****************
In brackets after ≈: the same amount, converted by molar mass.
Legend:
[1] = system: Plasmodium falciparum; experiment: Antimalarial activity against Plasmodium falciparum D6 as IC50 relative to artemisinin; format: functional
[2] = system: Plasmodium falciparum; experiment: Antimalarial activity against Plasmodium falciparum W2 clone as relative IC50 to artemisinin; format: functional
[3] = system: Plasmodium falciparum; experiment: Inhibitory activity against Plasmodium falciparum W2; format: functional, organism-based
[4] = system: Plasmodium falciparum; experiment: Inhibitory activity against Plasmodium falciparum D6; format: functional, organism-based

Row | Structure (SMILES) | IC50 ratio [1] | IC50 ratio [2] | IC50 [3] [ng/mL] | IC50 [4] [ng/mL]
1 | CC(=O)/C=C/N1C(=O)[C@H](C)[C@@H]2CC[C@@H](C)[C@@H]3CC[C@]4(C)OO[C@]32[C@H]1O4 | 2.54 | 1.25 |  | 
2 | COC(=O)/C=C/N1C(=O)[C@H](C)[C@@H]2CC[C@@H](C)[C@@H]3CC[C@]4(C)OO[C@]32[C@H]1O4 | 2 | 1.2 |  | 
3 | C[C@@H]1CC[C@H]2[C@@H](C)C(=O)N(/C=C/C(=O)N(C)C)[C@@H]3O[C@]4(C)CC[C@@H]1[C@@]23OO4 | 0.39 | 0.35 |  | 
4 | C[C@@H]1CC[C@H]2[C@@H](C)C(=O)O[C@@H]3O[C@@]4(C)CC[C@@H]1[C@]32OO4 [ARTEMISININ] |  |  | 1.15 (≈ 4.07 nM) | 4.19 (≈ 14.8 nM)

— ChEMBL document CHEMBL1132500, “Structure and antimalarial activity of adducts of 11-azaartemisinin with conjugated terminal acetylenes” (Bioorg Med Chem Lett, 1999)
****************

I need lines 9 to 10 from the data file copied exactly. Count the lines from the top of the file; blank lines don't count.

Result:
2 | COC(=O)/C=C/N1C(=O)[C@H](C)[C@@H]2CC[C@@H](C)[C@@H]3CC[C@]4(C)OO[C@]32[C@H]1O4 | 2 | 1.2 |  | 
3 | C[C@@H]1CC[C@H]2[C@@H](C)C(=O)N(/C=C/C(=O)N(C)C)[C@@H]3O[C@]4(C)CC[C@@H]1[C@@]23OO4 | 0.39 | 0.35 |  | 